The American Farmland Trust was founded in 1980 by philanthropist and farmer Peggy Rockefeller after she became frustrated that no one was using emerging conservation tools to save farmland. Today, the charity works to create land trusts that will protect America’s farms.
Their impact and transparency ratings: The American Farmland Trust holds the Gold Seal of Transparency from GuideStar. The charity also has a 100% Encompass rating for finance & accountability from Charity Navigator.
“To save America’s farms and ranches.”American Farmland Trust
What they do: The American Farmland Trust supports America’s agriculture economy by setting up farmland protection programs with agricultural conservation easements. Through their National Agricultural Land Network, the charity brings together public agencies, innovative research, and land trusts to retain and protect agricultural land. They also provide numerous online resources and tools for farmers and an online community platform to allow landowners to share their successes, queries, and challenges by region.
What they’ve achieved: The work of the American Farmland Trust has been integral to the passage of the 1981 Farmland Protection Policy Act and the 1985 Farm Bill which have funded conservation improvement practices for farmers that total over $115 billion. Over the years, their outreach programs have led to the creation of 29 state farmland protection programs and over 70 regional and local programs.
Ways to contribute: You can donate directly to the American Farmland Trust through their website. You can also support the charity by attending one of their Farmer’s Market Celebrations or by purchasing items from their online store.
Heifer International: Ending Poverty Begins With Agriculture
Heifer International was founded in 1944 by farmer Dan West to tackle worldwide hunger through the donation of farm animals. Today, the charity is dedicated to supporting and empowering poverty-stricken farmers to improve their own lives.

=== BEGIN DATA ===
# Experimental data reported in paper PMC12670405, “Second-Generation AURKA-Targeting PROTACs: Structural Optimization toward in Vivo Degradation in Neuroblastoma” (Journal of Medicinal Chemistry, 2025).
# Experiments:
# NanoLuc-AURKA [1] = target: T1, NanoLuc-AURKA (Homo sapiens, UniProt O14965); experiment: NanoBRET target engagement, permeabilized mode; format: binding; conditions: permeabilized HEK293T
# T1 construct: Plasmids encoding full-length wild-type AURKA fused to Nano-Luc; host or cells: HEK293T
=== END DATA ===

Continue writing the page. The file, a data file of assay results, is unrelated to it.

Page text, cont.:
“To end hunger and poverty in a sustainable way by supporting and investing alongside local farmers and their communities.”Heifer International
What they do: Heifer International supports farmers and communities in 21 underdeveloped countries around the world. They do this by gifting livestock, building infrastructure, and running mentorship programs to help individuals set up sustainable agricultural businesses. With increased productivity, these farmers can provide quality, nutritious food for their families and communities. The charity also partners with local nonprofits and government bodies to help local farmers connect with profitable markets.
What they’ve achieved: To date, Heifer International has helped to bring over 34 million farmers and their families out of poverty. In 2021, the charity supported 924,633 households through their 73 projects and 17 signature programs. On average, these farmers have increased their annual earnings by roughly $114. In the same year, the charity awarded $1.5 million in grants to young African entrepreneurs to enable them to set up their own agricultural businesses.
Farm Aid: Protecting Family Farms Across America
Farm Aid was founded in 1985 by Willie Nelson, Neil Young, and John Mellencamp after they set up the first concert to raise awareness of the loss of family farms in America. Today, the charity is committed to raising the voices of struggling smallholder farms to ensure they stay in business.
“Keeping family farmers on the land.”Farm Aid